The Hobbit: The Desolation of Smaug (Review, 2013)

20131221-133822.jpgBy the time we meet the eponymous Smaug in The Desolation of Smaug, we’re already two hours deep into the latest installment in New Line Cinema’s multi-billion dollar Middle Earth film series. For Smaug himself, he’s been sitting on his ass even longer, having been desolating in his big old pile of stolen gold deep within the Lonely Mountain. Does he eat? Does he poop in the gold?

Perhaps someone more well-versed in Tolkien than I can correct me, but I like to think Smaug has been steadily ‘desolating’ in his pile of Dwarven gold for decades, and if the dwarves do reclaim it they’re in for a nasty surprise.

Benedict Cumberbatch plays the dragon via motion capture, and it’s been described as “the best dragon ever seen on film.” Probably true, though Sean Connery and Pete’s Dragon are some stiff competition.

Dragons and dragon-pooping aside, though, this film has nearly three hours of other stuff; while it’s well executed, I can’t help but feel that most of it is padding to provide a more cinematic feel to the film. What action sequences there are prove to be extremely goofy- such as barrels bouncing from goblin to goblin to smush them and flinging molten gold at a giant dragon. While I haven’t read the book in a while, I feel like Tolkien would be cringing at some of the dumber stuff here. Great characters like Beorn are wasted in favor of a love story between Kate from Lost and a prettyboy dwarf.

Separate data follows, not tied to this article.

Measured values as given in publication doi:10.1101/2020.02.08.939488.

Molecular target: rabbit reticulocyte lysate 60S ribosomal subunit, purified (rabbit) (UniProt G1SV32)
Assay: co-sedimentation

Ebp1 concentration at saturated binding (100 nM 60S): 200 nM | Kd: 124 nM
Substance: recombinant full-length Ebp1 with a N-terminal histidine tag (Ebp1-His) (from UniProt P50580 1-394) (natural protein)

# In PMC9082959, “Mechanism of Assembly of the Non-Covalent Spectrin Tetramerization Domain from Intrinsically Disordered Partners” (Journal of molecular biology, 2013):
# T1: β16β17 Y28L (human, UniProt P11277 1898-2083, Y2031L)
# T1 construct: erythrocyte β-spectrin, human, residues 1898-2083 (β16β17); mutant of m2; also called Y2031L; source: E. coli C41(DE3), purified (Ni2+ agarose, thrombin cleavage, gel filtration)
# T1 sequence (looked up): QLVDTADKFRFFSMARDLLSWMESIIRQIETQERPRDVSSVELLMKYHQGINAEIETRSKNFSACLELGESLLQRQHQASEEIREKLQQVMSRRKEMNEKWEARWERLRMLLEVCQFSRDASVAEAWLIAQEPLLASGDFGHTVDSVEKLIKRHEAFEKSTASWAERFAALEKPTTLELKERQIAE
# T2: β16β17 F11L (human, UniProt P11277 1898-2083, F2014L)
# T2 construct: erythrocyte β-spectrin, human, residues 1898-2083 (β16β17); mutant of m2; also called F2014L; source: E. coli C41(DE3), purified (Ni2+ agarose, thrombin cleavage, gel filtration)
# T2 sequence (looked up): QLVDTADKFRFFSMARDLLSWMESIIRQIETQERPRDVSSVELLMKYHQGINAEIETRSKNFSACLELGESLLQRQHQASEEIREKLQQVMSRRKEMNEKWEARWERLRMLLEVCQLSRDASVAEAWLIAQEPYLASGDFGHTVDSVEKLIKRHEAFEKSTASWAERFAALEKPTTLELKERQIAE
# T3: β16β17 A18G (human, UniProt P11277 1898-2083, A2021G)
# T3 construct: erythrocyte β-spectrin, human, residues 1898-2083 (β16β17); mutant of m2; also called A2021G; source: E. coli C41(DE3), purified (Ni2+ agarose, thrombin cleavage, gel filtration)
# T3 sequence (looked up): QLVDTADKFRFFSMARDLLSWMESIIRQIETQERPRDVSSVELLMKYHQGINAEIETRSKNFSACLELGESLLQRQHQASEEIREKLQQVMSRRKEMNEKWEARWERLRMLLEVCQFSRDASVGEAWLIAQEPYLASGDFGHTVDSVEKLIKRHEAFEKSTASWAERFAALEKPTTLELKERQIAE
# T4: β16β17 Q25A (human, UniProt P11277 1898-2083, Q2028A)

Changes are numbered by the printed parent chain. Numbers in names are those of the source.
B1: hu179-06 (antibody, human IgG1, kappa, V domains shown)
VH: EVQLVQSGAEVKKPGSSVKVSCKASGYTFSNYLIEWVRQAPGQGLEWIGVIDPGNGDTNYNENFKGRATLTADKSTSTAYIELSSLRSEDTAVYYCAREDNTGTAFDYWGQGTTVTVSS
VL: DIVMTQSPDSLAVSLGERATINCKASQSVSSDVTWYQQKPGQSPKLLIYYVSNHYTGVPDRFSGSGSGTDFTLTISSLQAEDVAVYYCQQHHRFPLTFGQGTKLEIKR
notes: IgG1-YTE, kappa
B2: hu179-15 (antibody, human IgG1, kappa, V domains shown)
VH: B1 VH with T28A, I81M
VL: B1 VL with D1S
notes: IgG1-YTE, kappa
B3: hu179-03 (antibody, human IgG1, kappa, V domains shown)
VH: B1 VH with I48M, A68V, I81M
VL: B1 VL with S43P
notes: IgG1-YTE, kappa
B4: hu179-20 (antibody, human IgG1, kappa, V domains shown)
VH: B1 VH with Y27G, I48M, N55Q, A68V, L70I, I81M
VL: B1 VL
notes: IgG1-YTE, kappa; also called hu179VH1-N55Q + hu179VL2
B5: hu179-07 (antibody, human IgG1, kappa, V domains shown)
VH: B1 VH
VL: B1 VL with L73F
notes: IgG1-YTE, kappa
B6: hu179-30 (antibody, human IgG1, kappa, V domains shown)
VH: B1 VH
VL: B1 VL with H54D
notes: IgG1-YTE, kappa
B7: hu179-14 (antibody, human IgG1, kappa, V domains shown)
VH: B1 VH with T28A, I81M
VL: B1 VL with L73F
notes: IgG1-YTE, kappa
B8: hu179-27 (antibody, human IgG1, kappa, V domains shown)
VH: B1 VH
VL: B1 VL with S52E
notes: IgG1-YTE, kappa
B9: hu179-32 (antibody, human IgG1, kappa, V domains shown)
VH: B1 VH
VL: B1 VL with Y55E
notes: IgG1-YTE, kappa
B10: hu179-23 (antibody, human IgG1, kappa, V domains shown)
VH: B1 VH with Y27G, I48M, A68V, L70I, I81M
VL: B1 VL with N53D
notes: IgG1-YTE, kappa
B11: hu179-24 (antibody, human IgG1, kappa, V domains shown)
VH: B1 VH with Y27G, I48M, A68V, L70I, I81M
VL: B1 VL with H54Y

There are desperate attempts made to connect this film with the earlier Lord of the Rings trilogy, such as the inclusion of Orlando Bloom as Elvish cross-dresser Legolas and with Smaug’s discussion of the Ring that Bilbo carries.

So do I recommend the Hobbit? Wait till next year; maybe the plot will be advanced then.

1 Comment

  1. J.K. Reply

    With the popularity and awesome execution of Game of Thrones, I’m hoping we’ll get some interesting sword & sorcery movies in the coming years. Time to remake Dungeons & Dragons with Justin Whalin as the R rated epic masterpiece it was always intended to be.

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